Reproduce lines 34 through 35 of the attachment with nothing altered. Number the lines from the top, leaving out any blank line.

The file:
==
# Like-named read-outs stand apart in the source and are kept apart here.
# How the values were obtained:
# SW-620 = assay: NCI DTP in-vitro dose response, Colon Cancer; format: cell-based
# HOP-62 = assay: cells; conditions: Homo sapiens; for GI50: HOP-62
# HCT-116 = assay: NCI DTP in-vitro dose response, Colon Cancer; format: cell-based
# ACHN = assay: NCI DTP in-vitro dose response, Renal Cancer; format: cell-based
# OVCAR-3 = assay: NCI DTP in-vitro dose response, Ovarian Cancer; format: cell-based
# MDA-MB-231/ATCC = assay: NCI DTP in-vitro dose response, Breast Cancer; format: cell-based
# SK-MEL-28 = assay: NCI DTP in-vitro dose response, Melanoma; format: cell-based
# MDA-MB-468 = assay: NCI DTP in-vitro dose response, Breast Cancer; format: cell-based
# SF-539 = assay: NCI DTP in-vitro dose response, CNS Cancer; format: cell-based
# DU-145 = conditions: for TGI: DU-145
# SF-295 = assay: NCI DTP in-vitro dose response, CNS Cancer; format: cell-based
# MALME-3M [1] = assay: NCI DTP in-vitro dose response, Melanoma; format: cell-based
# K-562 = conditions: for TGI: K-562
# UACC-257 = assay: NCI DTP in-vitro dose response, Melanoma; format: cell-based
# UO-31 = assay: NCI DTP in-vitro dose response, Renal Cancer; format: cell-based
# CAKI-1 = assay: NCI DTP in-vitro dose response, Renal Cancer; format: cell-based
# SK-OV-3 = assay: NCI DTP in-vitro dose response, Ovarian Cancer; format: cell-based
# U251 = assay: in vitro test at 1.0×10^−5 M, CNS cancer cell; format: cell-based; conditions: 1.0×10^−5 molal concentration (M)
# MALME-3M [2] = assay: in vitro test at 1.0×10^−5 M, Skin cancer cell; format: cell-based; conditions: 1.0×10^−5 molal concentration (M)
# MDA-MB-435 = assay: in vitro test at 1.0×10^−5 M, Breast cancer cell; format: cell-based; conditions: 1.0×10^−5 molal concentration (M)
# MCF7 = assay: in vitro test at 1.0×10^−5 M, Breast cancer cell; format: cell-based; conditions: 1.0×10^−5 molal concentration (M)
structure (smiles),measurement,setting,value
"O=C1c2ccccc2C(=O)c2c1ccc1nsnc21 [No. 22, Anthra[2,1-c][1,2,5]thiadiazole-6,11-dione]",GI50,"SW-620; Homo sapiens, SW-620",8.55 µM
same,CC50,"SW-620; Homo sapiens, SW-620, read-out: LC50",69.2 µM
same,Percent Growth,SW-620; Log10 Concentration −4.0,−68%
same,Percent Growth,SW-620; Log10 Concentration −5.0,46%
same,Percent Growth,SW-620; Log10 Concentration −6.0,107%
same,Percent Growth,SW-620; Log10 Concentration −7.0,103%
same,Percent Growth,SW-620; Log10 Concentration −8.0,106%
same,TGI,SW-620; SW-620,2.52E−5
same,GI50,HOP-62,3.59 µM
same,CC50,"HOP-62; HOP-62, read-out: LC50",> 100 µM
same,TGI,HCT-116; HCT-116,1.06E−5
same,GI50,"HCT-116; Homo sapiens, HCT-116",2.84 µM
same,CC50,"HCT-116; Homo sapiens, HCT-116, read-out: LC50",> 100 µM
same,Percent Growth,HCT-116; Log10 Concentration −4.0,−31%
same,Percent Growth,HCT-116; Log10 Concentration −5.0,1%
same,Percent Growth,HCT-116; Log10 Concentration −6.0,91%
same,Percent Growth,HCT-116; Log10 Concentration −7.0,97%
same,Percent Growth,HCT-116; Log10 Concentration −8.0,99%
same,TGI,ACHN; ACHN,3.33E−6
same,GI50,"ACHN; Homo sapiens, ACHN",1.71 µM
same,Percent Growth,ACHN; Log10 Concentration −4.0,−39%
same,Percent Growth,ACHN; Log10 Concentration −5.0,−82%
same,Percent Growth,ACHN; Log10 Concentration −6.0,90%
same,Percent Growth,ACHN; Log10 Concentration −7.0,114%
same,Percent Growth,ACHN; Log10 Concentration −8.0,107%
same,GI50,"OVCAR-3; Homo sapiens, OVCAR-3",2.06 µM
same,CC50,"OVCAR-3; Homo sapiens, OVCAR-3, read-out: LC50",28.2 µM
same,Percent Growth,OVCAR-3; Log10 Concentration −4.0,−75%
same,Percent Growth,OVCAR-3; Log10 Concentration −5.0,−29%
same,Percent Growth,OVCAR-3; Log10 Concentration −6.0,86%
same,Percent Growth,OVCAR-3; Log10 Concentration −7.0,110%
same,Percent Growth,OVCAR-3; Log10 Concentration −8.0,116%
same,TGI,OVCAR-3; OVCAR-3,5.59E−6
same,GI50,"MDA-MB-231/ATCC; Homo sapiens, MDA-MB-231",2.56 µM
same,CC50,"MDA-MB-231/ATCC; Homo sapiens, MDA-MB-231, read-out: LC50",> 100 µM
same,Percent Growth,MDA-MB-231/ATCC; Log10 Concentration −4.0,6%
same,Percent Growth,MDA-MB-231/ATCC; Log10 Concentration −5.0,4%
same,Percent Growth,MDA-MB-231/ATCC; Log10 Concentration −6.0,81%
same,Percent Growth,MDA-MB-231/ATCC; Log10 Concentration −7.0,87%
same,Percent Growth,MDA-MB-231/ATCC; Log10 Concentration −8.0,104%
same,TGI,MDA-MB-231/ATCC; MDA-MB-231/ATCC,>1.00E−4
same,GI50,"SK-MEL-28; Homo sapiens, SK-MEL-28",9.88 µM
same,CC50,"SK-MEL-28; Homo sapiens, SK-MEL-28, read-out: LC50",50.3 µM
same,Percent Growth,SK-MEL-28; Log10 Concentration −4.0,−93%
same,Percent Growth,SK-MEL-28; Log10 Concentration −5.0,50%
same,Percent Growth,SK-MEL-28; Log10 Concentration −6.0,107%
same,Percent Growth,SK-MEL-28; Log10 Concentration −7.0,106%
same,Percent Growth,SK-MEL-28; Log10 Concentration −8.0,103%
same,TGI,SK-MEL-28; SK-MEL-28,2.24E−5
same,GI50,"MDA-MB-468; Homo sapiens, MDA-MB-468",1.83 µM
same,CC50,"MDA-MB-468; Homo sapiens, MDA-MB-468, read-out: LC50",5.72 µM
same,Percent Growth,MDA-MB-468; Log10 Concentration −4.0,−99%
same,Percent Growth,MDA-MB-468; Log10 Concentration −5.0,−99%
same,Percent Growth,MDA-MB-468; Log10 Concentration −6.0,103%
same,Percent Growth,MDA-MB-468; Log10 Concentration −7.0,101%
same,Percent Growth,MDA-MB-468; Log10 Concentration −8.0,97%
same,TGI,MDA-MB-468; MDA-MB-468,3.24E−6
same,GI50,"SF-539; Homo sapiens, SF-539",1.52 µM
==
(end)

same,CC50,"HOP-62; HOP-62, read-out: LC50",> 100 µM
same,TGI,HCT-116; HCT-116,1.06E−5